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Cladding Stones


A facing of thin stone - limestone, sandstone, slate, marble or granite additional to the
required statutory construction, but not so bonded to that construction as to exert common
action under load.

1). Division.

Natural stone has been used by man for construction purposes for several thousand years. The
main groups of stone of interest can be divided into 3 geological groups:

- Limestone and Sandstone Sedimentary Rocks,

- Slate and Marble Metamorphic Rocks,
- Granite An Igneous Rock.

2). Advantage of natural stone.

Benefits of use natural stone cladding:

- durable,
- aesthetically pleasing,
- relatively maintenance free,
- low carbon footprint compare to other materials.

3). The design phase.

The decision on the type of cladding needs to be made early in the design process and will be
determined by the function of the cladding, the size, height and location of the project, the type
of structure and the programme.

4). Selection of stone.

The selection of stones to be used on the project should be made from Indicative Samples. Small
samples can show the typical colour and texture, but cannot show the natural variations that are
presented in all stones. The stone selection should be confirmed with an inspection of various
building (case studies) built using the same and visit to the quarry to view the natural faces and
the Quarry Range Panels.

The designer should be aware of the recommendation lead-in period for the supply of stonework
5). CE Certificates.

CE marking provides a legal confirmation to the client/architect that the product is suitable to be
placed on the market. Existing in its present form since 1993, the CE marking is a key indicator
of a product's compliance with EU legislation and enables the free movement of products within
the European market. By affixing the CE marking on a product, a manufacturer is declaring, at
their sole responsibility, conformity with all of the legal requirements to achieve CE marking and
therefore ensuring validity for that product to be sold throughout the European Economic Area.

Table 1. Typical CE Certificate

6). Stone thickness.

The maximum dry weight of cladding stones ranges from 2500 kg/m3 for limestone to 2750
kg/m3 for granite. Therefore, for general guidance purposes only a figure of 3000 kg/m3 can be
used to calculate the maximum likely load to be carried
BS 8298: 2000.

In order to derive the benefit from designed thickness of the stone, it is vital that the designer
makes an early selection of the stone and then designs the building to suit the stone. The overall
cost saving for reducing the thickness could be significant, not only for the stone but also the
structure itself. The factors that effect the calculation for the thickness are:

- Stone strength,
- Panel size,
- Wind loadings,
- Fixing location in the stone,
- Type of fixing.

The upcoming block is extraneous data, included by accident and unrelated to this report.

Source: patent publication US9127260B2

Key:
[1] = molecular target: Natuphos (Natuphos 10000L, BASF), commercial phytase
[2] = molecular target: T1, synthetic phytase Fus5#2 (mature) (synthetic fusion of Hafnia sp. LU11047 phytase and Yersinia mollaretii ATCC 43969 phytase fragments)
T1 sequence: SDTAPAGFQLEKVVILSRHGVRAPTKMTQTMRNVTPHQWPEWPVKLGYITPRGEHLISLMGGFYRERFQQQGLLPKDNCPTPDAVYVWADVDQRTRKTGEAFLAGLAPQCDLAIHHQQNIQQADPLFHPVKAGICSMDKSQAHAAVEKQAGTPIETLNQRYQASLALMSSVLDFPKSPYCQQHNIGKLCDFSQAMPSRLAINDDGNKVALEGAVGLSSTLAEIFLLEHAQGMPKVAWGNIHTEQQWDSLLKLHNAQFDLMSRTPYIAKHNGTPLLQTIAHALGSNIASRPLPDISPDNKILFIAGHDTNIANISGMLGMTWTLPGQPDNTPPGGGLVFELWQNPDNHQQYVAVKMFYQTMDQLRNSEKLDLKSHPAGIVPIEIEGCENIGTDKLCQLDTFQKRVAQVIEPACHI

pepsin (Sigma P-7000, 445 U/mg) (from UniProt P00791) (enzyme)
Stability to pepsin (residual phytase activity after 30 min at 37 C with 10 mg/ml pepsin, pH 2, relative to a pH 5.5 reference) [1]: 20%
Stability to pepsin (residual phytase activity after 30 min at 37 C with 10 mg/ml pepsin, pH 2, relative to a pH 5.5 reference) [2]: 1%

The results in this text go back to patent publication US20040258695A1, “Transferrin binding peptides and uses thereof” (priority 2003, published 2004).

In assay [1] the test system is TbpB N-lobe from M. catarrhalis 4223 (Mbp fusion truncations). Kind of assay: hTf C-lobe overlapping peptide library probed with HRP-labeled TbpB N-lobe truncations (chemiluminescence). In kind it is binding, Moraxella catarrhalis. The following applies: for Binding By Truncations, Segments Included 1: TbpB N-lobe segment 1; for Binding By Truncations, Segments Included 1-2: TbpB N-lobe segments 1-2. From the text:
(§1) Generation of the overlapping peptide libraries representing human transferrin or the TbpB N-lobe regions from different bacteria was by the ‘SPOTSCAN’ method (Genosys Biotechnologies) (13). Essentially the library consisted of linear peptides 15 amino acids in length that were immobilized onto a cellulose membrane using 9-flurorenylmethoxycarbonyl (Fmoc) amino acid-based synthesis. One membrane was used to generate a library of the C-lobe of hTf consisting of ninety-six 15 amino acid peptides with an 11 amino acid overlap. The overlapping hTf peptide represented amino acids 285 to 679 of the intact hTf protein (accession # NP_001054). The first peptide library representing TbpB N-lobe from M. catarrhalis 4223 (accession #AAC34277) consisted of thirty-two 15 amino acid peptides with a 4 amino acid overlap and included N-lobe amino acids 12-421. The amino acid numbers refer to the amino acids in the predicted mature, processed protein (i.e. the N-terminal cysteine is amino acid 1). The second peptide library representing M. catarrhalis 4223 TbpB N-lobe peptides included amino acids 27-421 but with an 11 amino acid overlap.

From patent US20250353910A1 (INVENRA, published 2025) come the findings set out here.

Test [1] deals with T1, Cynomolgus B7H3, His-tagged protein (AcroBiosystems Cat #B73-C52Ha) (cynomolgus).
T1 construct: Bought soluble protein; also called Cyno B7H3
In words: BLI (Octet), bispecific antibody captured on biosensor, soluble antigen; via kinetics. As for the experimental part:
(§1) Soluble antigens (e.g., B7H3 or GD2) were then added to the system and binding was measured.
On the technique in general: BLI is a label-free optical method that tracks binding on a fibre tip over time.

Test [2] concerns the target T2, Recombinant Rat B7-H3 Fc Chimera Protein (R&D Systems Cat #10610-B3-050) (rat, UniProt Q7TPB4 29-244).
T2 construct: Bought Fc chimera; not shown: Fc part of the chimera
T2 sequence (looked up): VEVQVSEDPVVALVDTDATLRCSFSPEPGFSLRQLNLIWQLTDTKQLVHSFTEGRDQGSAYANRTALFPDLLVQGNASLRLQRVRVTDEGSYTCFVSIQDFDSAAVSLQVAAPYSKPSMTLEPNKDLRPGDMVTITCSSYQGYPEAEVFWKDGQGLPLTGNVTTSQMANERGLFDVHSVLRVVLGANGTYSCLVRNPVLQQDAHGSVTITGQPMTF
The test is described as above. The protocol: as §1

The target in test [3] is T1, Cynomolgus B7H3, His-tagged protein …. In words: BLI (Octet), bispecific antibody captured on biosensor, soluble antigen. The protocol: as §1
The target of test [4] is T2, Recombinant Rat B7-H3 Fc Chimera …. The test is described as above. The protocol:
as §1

It is also necessary to consider the strength of the stone around the fixings. The breaking load at
the fixings will be dependent on the area of the panel, the estimated wind loading and the stones

Maximum masses per square metre of cladding stones

Stone 20mm thick 40mm thick 50mm thick 75mm thick

kg kg kg kg

Granite, Marbles, 60 120 * *

Hard Limestones,
Slates and Quartzites

Limestones and Sandstones * * 150 225

* These stones are not normally used as cladding at these thicknesses (see table 3)

E.g. 9 m2 of Granite 40mm thick = 1 ton.

Table 2. Maximum Masses per Square Metre of Stone BS 8298: 2000

Table 3. Thickness of Stone BS 8298: 2000
7). Tolerance in Stone.

The manufacturing tolerance on the thickness and face dimensions of stones is set out in BS
8298: 2000 and confirms to the European Standard BSEN 1469.

a). Units 50mm thick or less: the length and height dimensions should not vary from those
specified by more than 2mm.

b). Units over 50mm thick: the length and height dimensions should not vary from those
specified by more than 3mm in 900mm.

8). Design of Fixing Systems.

The objective is to achieve safe and reliable fixing of the cladding and full consideration at an
early stage of the design work is essential. Fixings must be capable of three-dimensional
adjustment to accommodate construction tolerances.

a). Dead Loads (Permanent)

The actual weight of the supported stonework, which can be conservatively assessed using a
density of 3 tones per cubic meter. In some cases the stone may be offset from the centre of
support and the dead load will then act eccentrically on the fixings.

b). Applied Loads (Transient)

Caused by wind pressure and section, window cleaning equipment, thermal and structural
movements, etc. These loads will need to be assessed by a Structural Engineer.

9). Details of Fixing Types.

Important note: Fixings must be produced from stainless steel or non-ferrous metal, must be of
sufficient size and strength to resist the relevant forces and must be readily available to meet the
construction programme.
Fig 1. Details of typical loadbearing fixings.
Fig 2. Details of typical restraint fixings.
10). Traditional Handset Cladding.

Traditional hand fixed cladding still dominates the use of typical granite, limestone and
sandstone cladding, particularly for the medium and smaller projects. The traditional hand fixed
cladding system typically carries the load of the cladding to a load bearing fixing situated at the
floor plate. The stones above are simply restrained using Restraint fixings.

Fig 3. Traditional Cladding

10 a). Fixings.